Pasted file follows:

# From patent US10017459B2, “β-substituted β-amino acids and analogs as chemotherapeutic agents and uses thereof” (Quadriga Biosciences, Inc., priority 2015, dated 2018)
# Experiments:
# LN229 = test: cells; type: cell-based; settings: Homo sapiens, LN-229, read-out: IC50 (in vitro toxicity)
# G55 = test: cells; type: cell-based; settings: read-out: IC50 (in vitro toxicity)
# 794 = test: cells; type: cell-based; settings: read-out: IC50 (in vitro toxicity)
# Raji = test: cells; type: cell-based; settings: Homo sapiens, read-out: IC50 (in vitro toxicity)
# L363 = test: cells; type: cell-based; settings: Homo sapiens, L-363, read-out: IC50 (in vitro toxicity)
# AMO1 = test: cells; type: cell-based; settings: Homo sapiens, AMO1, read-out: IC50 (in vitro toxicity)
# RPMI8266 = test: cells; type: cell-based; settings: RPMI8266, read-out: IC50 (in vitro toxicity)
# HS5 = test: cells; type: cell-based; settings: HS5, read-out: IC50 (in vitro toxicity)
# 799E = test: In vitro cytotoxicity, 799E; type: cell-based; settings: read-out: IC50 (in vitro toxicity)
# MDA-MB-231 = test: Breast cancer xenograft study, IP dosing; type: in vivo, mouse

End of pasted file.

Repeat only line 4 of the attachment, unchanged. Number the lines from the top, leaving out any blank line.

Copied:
# G55 = test: cells; type: cell-based; settings: read-out: IC50 (in vitro toxicity)